U.S. Water News Online
CHAPEL HILL, N.C. -- During disasters, civilian or military
conflicts and wilderness recreation, disinfecting drinking, cooking
and wash water can make the difference between getting sick and
staying well, but chemical disinfectants such as chlorine and fuels
to boil water often are unavailable in the field.
To help solve that problem, researchers have developed a
battery-powered disinfecting "pen." The device electrochemically
generates mixed oxidants from a salt solution that individuals can
use to purify drinking water.
Tests of the invention recently took place at the University of
North Carolina at Chapel Hill's Environmental Health Microbiology
Laboratories. Dr. Mark D. Sobsey, professor of environmental sciences
and engineering at the UNC-CH School of Public Health, led the effort
with doctoral students Maren E. Anderson and Julie A. Kase.
Los Alamos Technical Associates and MIOX Corp. of Albuquerque
developed the pen, and the latter funded the UNC-CH research. Results
of the independent analysis were presented at a news conference at
the 100th annual general meeting of the American Society for
Microbiology in Los Angeles late last month.
Investigators evaluated the new battery-powered tool to see how
well it inactivated waterborne parasites, viruses, and bacteria.
Several alternative pen cell designs also were tested by seeding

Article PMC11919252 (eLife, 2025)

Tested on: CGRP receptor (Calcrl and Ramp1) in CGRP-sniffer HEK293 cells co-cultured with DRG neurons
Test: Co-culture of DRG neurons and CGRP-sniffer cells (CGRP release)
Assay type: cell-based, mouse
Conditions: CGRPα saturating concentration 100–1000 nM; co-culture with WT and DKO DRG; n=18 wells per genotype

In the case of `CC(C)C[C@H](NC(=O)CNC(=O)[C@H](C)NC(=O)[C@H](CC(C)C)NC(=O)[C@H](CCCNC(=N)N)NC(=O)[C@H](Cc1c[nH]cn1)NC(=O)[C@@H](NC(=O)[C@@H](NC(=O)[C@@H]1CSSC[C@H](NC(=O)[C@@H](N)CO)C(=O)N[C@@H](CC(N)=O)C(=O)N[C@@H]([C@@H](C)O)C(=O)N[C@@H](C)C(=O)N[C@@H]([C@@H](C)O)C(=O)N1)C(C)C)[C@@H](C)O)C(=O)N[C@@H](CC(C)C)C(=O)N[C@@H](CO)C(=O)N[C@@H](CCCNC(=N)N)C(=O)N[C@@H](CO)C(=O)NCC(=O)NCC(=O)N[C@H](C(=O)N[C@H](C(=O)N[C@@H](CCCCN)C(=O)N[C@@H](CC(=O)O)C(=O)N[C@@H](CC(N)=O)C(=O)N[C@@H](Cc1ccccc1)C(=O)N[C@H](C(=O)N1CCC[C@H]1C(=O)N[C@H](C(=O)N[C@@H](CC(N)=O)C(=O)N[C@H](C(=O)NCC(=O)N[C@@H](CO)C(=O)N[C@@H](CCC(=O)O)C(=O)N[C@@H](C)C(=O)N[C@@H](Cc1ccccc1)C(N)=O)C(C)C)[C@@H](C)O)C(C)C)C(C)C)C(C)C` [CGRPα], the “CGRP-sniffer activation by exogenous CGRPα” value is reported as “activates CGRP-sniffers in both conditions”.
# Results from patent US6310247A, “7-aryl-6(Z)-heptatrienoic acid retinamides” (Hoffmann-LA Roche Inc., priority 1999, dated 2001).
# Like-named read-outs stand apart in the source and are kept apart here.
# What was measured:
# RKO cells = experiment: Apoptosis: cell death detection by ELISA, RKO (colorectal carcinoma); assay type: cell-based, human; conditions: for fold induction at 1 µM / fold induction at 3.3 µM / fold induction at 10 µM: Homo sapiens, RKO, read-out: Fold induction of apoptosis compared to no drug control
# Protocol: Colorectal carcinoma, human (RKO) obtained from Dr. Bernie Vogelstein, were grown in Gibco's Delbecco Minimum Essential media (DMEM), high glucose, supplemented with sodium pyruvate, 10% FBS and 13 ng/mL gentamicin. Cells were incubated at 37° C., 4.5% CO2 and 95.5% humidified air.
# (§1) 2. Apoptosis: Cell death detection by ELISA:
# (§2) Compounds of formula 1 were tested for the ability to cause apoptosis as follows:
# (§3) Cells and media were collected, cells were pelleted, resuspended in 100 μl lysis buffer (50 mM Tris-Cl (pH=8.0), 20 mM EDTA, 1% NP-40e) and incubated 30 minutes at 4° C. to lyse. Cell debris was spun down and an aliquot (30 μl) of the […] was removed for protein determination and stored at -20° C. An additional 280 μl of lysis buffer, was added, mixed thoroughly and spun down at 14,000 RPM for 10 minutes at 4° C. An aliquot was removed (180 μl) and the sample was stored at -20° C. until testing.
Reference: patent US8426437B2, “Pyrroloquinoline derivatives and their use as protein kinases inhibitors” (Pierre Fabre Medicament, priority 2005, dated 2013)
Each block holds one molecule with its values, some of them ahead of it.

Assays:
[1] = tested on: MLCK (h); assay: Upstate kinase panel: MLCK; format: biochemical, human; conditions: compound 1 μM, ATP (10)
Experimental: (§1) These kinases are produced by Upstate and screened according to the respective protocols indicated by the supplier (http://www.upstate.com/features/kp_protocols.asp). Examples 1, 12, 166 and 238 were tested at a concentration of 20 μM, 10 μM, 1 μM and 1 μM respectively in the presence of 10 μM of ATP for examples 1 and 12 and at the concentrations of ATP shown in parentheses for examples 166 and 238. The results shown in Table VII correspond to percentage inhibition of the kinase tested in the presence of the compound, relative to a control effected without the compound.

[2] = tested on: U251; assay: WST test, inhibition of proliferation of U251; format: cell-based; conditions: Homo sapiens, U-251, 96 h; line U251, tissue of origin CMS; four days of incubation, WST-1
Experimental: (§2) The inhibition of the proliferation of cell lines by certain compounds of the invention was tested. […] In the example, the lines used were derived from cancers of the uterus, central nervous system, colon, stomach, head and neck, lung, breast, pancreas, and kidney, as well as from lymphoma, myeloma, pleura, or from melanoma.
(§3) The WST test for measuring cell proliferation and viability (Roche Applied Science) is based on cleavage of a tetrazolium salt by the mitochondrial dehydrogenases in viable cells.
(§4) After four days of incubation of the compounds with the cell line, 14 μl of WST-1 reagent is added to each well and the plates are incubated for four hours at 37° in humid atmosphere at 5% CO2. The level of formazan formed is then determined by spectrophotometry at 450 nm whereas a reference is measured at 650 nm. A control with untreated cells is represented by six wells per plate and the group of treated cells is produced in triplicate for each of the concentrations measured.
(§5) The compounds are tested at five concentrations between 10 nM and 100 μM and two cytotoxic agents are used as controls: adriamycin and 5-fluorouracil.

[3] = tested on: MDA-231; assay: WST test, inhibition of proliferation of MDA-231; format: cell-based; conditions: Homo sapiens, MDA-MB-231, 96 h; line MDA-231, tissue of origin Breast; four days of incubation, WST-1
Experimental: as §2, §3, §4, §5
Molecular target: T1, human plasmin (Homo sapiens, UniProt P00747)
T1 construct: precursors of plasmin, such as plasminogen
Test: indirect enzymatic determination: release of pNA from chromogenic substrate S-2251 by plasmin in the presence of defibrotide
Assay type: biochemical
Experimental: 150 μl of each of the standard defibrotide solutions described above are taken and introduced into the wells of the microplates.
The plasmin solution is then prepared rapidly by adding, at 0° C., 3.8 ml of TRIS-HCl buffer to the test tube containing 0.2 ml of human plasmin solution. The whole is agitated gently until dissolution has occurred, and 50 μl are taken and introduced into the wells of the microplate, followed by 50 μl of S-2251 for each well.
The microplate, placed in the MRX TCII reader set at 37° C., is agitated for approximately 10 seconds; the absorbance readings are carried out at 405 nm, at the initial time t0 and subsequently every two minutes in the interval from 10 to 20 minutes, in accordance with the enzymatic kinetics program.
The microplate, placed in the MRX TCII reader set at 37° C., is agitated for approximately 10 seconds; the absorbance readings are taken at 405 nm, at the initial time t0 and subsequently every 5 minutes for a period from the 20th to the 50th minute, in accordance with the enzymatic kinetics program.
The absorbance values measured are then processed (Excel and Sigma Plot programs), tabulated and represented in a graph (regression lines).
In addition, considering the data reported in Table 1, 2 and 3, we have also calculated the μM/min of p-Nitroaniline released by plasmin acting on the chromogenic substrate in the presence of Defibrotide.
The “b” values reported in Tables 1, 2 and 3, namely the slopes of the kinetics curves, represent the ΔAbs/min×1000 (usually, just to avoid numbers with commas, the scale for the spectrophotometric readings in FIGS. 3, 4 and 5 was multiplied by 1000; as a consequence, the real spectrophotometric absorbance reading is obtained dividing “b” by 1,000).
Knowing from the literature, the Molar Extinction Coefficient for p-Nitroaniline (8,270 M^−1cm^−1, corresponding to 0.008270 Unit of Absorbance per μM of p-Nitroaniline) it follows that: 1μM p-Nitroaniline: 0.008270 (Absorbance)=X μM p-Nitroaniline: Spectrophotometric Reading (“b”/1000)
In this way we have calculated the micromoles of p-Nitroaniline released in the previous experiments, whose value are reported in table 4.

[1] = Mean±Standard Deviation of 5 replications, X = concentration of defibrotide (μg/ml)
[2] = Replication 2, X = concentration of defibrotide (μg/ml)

oxidant solutions generated from the pen with test microbes,
including highly chlorine-resistant Cryptosporidium parvum, a
major source of contamination in water.
"There was dramatic -- more than 99.99 percent -- reduction of all
test bacteria and viruses within one to 10 minutes," Sobsey said.
"Considerable inactivation of C. parvum was also achieved
within 90 minutes, the amount depending on the design of the pen
Experiments demonstrated that the miniature pen cell
electrochemically generated a mixture of oxidants from a salt
solution that was able to inactivate C. parvum eggs, as well
as bacterial spores, bacteria, and viruses to produce safer drinking
water in minutes, he said.
"The pen cell makes it possible for people to easily and quickly
have safe supplies of personal drinking water in remote and isolated
areas and during situations where water supplies are at risk of being
contaminated," Sobsey said. "There is a very big need for this, and
it almost certainly will save lives."
Users put a small amount of water into the pen, and then salt
pellets dissolve in the water, which comes in contact with
battery-powered electrodes, he explained. Within 30 or so seconds of
flicking a switch, a chemical reaction known as electrolysis
generates chlorine and other oxidants from the saltwater.
"The solution contents are then added to a quart bottle of water
or a canteen," Sobsey said. "This delivers enough oxidants to
disinfect the water in 10 minutes even better than plain chlorine
does, and then the water can be drunk safely."
To protect soldiers, the Defense Advanced Research Projects Agency
(DARPA) paid for developing the MIOX Disinfection Pen, which is seven
inches long and weighs four ounces. A lighter, less expensive version
is being designed for the outdoor recreation market.
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